MVP comparison: 2011 Rose versus Westbrook

DYLAN PADY, Sports Editor | [email protected]

Derrick Rose was born and raised in Chicago, attended the University of Memphis and would eventually return to the Windy City after being selected as the first pick of the 2008 NBA draft.

In 2009, at just 20 years old, he won the All-Rookie award and was named Rookie of the Year. In 2011, he was a two-time All-Star, winner of the All-NBA award and was even named MVP of the league.

The Bulls won their first two series in the postseason (4-1 against the Pacers and 4-2 against the Hawks) but fell to LeBron James and the Heat just before the Finals.

Rose had one more all-star season in 2012 and when the playoffs rolled around, Chicago was leading the East with a record of 50-16.

Game one featured the Philadelphia 76ers, with nearly 22 thousand fans packed into the United Center to see if the Bulls could go all the way this time.

With 1:20 left to play in the fourth quarter, Rose had 23 points, nine rebounds and nine assists. Chicago was leading 99-87.

It would unfortunately be announced that Rose suffered from a torn ACL in his knee and would not return the following season. After this moment in sports history, his career would never be the same, as he still struggles to find that explosiveness he had back when he won MVP. 

Another unreal point guard from the 2008 draft was Russell Westbrook. Born in Long Beach, California, Westbrook attended the University of California, Los Angeles (UCLA) and, by the time Westbrook was 19, he had scored 619 points, had 191 assists and 181 rebounds for the Bruins. 

The Seattle Supersonics (who would soon become the Oklahoma City Thunder) selected Westbrook as their fourth pick in the first round. He was not one of the starting five during his 2009 debut, but he did average 15.3 points per game (PPG), 5.3 assists (AST) and 4.9 rebounds (RBS) and received the All-Rookie award.

By 2010, Westbrook played every game as a starter and continued showing signs of improvement. But by the time he was 22, Westbrook was averaging 21.9 PPG and received the first of many All-Star and All-NBA awards.

Seven years ago, this was quite an accomplishment. Westbrook was then given the same awards for two more seasons and would have won seven years in a row but missed the opportunity in 2014 when he averaged another 21.8 PPG, similar to that of his first recognizable season.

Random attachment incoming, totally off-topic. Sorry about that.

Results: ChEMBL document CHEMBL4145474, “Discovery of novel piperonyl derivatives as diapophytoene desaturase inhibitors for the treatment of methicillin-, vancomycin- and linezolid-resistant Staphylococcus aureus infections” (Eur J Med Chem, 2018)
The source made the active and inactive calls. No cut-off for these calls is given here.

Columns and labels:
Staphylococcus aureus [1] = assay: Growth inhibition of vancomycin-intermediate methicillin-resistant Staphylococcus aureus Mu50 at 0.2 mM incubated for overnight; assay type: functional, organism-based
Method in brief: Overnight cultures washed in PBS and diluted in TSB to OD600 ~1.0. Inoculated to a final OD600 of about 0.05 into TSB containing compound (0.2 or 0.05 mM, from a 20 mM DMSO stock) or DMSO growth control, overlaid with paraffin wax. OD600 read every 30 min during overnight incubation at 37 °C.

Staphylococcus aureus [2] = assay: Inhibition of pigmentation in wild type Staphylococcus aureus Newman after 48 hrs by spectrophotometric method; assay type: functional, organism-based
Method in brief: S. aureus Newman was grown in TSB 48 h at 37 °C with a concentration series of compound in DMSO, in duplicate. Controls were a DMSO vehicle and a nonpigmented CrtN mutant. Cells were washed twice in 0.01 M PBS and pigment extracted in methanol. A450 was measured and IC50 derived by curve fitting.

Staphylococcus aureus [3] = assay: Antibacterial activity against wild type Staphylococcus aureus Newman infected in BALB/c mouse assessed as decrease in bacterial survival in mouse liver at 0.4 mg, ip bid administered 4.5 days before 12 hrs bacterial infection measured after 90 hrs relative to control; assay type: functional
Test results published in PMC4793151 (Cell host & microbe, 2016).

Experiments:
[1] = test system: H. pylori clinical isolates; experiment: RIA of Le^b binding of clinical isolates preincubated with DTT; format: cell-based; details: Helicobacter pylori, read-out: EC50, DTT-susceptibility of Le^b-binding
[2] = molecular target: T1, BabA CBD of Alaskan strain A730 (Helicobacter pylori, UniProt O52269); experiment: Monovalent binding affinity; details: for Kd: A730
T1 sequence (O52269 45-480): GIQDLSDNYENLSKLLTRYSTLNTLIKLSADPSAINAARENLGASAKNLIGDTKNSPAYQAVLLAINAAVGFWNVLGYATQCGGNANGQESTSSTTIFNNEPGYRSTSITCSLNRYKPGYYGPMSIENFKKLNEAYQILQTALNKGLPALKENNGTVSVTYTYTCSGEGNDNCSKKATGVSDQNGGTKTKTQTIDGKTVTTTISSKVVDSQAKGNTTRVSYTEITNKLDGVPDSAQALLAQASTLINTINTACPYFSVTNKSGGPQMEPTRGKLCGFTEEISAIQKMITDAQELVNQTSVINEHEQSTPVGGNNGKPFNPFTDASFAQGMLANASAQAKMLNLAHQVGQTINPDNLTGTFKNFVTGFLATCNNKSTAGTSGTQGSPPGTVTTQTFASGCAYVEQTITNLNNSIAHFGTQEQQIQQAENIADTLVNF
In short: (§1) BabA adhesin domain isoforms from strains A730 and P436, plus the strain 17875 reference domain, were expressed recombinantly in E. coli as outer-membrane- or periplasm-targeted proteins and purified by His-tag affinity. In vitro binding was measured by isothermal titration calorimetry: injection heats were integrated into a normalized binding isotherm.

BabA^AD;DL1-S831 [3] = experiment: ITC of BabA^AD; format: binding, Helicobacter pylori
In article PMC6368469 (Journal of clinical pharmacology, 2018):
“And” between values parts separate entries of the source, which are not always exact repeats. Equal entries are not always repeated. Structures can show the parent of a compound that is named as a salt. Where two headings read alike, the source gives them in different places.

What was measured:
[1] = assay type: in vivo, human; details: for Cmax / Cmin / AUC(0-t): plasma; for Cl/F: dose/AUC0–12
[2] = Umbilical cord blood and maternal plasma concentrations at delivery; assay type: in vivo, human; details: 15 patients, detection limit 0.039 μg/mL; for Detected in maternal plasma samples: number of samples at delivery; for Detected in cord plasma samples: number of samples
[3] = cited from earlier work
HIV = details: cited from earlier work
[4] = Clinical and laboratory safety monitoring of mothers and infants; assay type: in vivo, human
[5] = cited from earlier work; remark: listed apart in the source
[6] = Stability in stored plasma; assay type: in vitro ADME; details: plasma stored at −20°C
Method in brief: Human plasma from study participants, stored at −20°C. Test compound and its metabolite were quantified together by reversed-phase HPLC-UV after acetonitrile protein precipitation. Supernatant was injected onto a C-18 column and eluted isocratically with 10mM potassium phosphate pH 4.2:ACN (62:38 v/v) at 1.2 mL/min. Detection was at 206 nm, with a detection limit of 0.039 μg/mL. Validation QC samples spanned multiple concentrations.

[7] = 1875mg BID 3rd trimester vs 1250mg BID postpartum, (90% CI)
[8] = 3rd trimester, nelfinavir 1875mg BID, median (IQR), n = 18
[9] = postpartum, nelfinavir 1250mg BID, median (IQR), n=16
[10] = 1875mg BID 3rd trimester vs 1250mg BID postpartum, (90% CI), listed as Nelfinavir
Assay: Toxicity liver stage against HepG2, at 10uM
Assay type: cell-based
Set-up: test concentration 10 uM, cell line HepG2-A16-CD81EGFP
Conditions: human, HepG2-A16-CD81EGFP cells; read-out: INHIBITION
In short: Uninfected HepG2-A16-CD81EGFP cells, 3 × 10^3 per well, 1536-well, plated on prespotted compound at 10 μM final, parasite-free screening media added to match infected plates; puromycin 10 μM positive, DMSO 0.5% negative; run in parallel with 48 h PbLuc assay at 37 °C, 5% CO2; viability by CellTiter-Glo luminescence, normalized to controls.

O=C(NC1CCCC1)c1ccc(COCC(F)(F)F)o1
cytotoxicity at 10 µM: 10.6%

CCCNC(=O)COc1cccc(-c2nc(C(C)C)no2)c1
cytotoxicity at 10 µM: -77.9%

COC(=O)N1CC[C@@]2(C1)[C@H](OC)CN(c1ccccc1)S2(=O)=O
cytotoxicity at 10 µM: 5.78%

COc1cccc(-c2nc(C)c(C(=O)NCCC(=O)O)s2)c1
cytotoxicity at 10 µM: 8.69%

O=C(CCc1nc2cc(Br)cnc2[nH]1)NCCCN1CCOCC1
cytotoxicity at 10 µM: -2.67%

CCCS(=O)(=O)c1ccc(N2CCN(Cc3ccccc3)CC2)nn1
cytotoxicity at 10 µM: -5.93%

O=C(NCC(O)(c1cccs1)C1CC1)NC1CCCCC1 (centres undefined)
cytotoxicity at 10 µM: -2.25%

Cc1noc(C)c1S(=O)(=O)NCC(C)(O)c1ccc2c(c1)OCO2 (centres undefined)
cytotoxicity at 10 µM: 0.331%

It is safe to say Westbrook set the bar pretty high for himself. In 2015, he turned around and averaged 28.1 PPG with 8.6 AST and 7.3 RBS.

The following year, his scoring declined, but he was moving the ball a lot more. It was his first season averaging a double-double with 23.5 PPG and 10.4 AST.

It’s actually very fitting that Westbrook turned into a complete monster as soon as Kevin Durant joined the Warriors.

In 2017, Westbrook took full control of his situation and became the second player in the NBA to average a triple-double. When asked who was the better point guard, junior Dalton Mann gave his vote to Westbrook.

“Russell Westbrook, no doubt,” Mann said. “He averaged a triple-double! Only one other guys has ever done that.”

The only other person to do that was Oscar Robertson. Westbrook tied Robertson’s record of 41 triple-doubles and led the league in scoring with 31.6 PPG, 10.4 AST and 10.7 RBS. These numbers also earned himself the MVP award.

He is now joined by Paul George and Carmelo Anthony, which makes the Thunder one of the most solid teams in the West.

Despite the numbers and all the “what ifs,” I think Rose would have been the better player today, if not one of the greatest of all times.

Rose was so hyped and the highlight reel from his MVP season was just ridiculous.

But Westbrook is the better player and for good measure. He was patient and kept getting better while Rose rode the hype train for the few years he could.

The two players came into the league the same year, but the differences in their careers is unbelievable.